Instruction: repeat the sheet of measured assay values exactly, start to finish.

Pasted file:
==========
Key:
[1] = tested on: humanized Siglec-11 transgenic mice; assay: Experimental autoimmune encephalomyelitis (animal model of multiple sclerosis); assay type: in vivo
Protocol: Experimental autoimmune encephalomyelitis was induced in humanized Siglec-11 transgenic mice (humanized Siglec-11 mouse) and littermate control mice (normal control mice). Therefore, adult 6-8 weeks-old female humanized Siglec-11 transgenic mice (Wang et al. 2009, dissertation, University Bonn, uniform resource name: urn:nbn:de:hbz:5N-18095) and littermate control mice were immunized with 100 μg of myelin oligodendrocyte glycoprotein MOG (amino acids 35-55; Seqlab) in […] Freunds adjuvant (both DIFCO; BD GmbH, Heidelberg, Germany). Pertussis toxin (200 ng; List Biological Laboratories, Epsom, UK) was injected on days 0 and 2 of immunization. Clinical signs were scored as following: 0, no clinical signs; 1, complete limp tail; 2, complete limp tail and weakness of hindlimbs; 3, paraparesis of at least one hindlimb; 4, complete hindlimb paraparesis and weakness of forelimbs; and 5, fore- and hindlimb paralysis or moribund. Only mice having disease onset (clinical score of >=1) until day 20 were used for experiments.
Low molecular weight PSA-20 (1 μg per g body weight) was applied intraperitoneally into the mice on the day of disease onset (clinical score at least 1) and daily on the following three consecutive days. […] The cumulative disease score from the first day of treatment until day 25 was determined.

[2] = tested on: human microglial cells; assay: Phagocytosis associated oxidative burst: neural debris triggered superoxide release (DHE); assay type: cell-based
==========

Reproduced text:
Key:
[1] = tested on: humanized Siglec-11 transgenic mice; assay: Experimental autoimmune encephalomyelitis (animal model of multiple sclerosis); assay type: in vivo
Protocol: Experimental autoimmune encephalomyelitis was induced in humanized Siglec-11 transgenic mice (humanized Siglec-11 mouse) and littermate control mice (normal control mice). Therefore, adult 6-8 weeks-old female humanized Siglec-11 transgenic mice (Wang et al. 2009, dissertation, University Bonn, uniform resource name: urn:nbn:de:hbz:5N-18095) and littermate control mice were immunized with 100 μg of myelin oligodendrocyte glycoprotein MOG (amino acids 35-55; Seqlab) in […] Freunds adjuvant (both DIFCO; BD GmbH, Heidelberg, Germany). Pertussis toxin (200 ng; List Biological Laboratories, Epsom, UK) was injected on days 0 and 2 of immunization. Clinical signs were scored as following: 0, no clinical signs; 1, complete limp tail; 2, complete limp tail and weakness of hindlimbs; 3, paraparesis of at least one hindlimb; 4, complete hindlimb paraparesis and weakness of forelimbs; and 5, fore- and hindlimb paralysis or moribund. Only mice having disease onset (clinical score of >=1) until day 20 were used for experiments.
Low molecular weight PSA-20 (1 μg per g body weight) was applied intraperitoneally into the mice on the day of disease onset (clinical score at least 1) and daily on the following three consecutive days. […] The cumulative disease score from the first day of treatment until day 25 was determined.

[2] = tested on: human microglial cells; assay: Phagocytosis associated oxidative burst: neural debris triggered superoxide release (DHE); assay type: cell-based